But, box felons aside, there actually was one good reason CLC waited as long as he did to enter the race: By not declaring as an official candidate, he was able to help a super PAC raise money—a super PAC that will now, in turn, try to help him win the GOP primary. In total, he pulled in $741,000, though he can no longer co-ordinate with that super PAC. He also raised another $140,000 for a regular old PAC-type PAC which he can still work hand-in-hand with. It's nothing spectacular, though, especially compared to Rep. Ron DeSantis' $2 million haul, so maybe Lopez-Cantera would have been better off jumping in feet first months ago, just like we said.
• IL-Sen: Illinois Sen. Mark Kirk, "moderate" Republican, running for re-election in a blue state in a presidential year, has utterly lost his shit:
Under the Bob Corker legislation that recently passed, Congress can do a resolution of disapproval and the president can veto it. The only reason why the president supported the Corker legislation is because it allows him to get what he wants on Iran, which is to get nukes to Iran.
That's from a brand-new interview with Boston's WRKO and shared by Buzzfeed
. But this wasn't just one blurry throwaway line that Kirk can try to excuse away by claiming he misspoke. Oh no. The entire discussion focused on the Iran nuclear deal, which Kirk histrionically freaked over as two fawning hosts, enraptured by Kirk's previous service as a military intelligence officer, challenged exactly zero of his lunatic assertions, such as:
• This is the greatest appeasement since Chamberlain gave Czechoslovakia to Hitler.
• This agreement condemns the next generation to cleaning up a nuclear war in the Persian Gulf. It condemns our Israeli allies to further conflict with Iran.
• Because the president can veto it, he will turn this into a vicious partisan issue where his allies will all be forced to stand for Iranian terrorism and hopefully lose the next election.
• Bob Menendez has just been indicted maybe on the crime of being against the Iran deal, has been pretty much effectively silenced.
• My guess is they'll have nukes in a couple of years under this agreement, with the $100 billion Obama's going to give to the Iranians. They'll go on to the market as the most well-funded terrorists in history and buy whatever they want.
Kirk's grown increasingly unhinged in recent months. There was his "joke"
that Lindsey Graham is a "bro with no ho, as we'd say on the South Side"; his statement
that he wants to ensure "that the black community is not the one we drive faster through"; and his idea
for some guerilla political theater: "If there is a successful attack during a DHS shutdown, we should build a number of coffins outside each Democratic office and say, 'You are responsible for these dead Americans.'"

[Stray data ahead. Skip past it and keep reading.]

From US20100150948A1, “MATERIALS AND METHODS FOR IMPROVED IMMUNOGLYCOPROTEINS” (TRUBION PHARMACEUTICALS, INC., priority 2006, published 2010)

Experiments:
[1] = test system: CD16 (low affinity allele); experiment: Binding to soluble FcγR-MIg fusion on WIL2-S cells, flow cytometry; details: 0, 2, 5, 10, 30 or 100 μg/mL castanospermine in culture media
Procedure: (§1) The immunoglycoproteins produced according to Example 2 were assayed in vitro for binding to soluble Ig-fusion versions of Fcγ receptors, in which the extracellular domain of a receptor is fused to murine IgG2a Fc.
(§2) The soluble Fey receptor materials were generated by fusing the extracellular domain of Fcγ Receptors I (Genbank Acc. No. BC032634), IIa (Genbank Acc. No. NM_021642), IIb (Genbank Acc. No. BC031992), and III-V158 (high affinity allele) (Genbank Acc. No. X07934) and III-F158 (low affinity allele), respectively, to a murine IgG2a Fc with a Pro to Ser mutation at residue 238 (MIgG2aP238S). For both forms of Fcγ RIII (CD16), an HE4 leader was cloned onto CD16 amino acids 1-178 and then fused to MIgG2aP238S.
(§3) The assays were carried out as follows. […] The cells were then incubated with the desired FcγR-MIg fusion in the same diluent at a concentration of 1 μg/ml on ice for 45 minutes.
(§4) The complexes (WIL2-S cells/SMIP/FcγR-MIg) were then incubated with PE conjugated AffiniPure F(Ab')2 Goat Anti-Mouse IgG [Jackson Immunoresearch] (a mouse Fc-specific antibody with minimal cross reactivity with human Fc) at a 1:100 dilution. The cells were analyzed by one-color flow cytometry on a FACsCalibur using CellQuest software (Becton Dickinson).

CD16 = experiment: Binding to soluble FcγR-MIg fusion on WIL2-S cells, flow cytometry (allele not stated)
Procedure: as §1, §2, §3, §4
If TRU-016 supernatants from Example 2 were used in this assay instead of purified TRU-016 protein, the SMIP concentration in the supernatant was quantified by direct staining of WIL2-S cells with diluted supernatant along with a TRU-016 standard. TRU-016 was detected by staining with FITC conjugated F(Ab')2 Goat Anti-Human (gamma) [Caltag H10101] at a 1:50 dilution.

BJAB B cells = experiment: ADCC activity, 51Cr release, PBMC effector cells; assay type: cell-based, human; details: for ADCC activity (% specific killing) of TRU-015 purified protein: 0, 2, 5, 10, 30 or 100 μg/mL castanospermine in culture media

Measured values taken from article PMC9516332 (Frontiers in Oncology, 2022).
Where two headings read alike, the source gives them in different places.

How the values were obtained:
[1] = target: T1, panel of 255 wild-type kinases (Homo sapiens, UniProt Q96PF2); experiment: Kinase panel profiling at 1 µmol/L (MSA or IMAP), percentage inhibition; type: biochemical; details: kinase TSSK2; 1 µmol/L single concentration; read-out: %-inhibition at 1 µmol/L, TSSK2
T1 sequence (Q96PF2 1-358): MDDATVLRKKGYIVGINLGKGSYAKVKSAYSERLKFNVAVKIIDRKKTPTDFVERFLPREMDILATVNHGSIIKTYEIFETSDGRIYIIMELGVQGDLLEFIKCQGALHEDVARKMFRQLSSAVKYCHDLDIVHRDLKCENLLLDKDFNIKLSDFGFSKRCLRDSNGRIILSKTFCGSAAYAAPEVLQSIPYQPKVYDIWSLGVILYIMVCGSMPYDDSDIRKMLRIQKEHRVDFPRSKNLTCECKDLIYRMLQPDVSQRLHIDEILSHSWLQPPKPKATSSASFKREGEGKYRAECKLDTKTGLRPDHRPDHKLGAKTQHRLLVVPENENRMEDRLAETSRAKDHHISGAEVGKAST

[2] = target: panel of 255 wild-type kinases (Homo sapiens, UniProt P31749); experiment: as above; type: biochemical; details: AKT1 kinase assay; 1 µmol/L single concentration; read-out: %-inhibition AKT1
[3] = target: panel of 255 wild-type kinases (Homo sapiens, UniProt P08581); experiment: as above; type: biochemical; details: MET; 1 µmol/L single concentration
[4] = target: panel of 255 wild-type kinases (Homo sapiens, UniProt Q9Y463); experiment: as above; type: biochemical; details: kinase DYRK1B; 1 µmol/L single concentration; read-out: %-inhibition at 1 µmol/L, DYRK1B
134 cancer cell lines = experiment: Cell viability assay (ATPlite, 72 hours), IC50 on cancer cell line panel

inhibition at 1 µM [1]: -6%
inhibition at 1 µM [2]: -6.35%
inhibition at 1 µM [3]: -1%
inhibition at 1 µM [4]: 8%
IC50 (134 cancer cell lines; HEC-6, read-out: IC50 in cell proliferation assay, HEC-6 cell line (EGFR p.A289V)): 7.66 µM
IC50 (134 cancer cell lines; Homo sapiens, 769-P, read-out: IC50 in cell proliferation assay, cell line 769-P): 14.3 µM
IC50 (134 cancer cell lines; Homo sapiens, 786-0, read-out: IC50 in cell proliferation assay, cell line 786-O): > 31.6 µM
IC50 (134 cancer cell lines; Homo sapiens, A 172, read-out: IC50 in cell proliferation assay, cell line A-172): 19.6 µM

And he's said all of this in just the last five months. Who knows what the next 15 months will bring?
• NC-Sen: Democrats mentioned state Sen. Josh Stein as a potential Senate candidate after ex-Sen. Kay Hagan declined to challenge Republican incumbent Richard Burr, but he never showed any interest. Stein explicitly ruled out a bid on Tuesday, though we'll likely be seeing his name on the 2016 statewide ballot for attorney general.
• NV-Sen: So this is how it goes now: The U.S. Chamber of Commerce releases a poll from Fabrizio Lee showing a swing-state Republican up by double digits while the Senate Majority PAC responds with a PPP survey finding the Democrat ahead by one point. We saw this recently in New Hampshire, and now we're seeing it again in Nevada, where PPP has former state Attorney General Catherine Cortez Masto edging Rep. Joe Heck 42-41; Fabrizio had Heck ahead 50-36.
Jon Ralston, who is nobody's partisan, called PPP's poll "much more credible" than the Chamber's, saying the latter's had "questionable demographics." Ralston also says that he asked the Chamber for more information about its poll but was refused.
One thing to note as well is that PPP included presidential numbers (Fabrizio didn't), finding Hillary Clinton up anywhere from 48-43 (on Marco Rubio) to 49-37 (on Jeb Bush). For swingy Nevada, that's pretty good, and if it holds—as it should—it means Republicans will have to go hunting for Clinton-Heck voters. That's not impossible, as Dean Heller showed three years ago, but he was an appointed incumbent running against a flawed opponent and still only escaped with a 1-point victory. As demographic change marches on, the GOP's margin for error just keeps shrinking.
And that's why the Chamber is already running a bland positive spot on Heck's behalf that emphasizes his "bipartisan" achievements and stresses his military and medical background (Heck's a physician and, as of last year, a brigadier general in the Army Reserve). They're spending a decent $350,000, but that's just the first drop in what will eventually be a Yucca Mountain-sized bucket of ad spending in the Silver State next year.
The Chamber can well afford it, of course, and they can also afford to turn their attention to the general election without worrying they'll define Heck as a squish to GOP primary voters. That's because the entire establishment is rallying around his candidacy, with all three of Heck's Republican colleagues on the Hill endorsing him: Heller, plus Reps. Mark Amodei and Cresent Hardy. It would take a mighty tea party effort to stop Heck at this point, and with the Club for Growth generally behaving much more pragmatically than they used to a decade ago, it's unlikely we'll see one.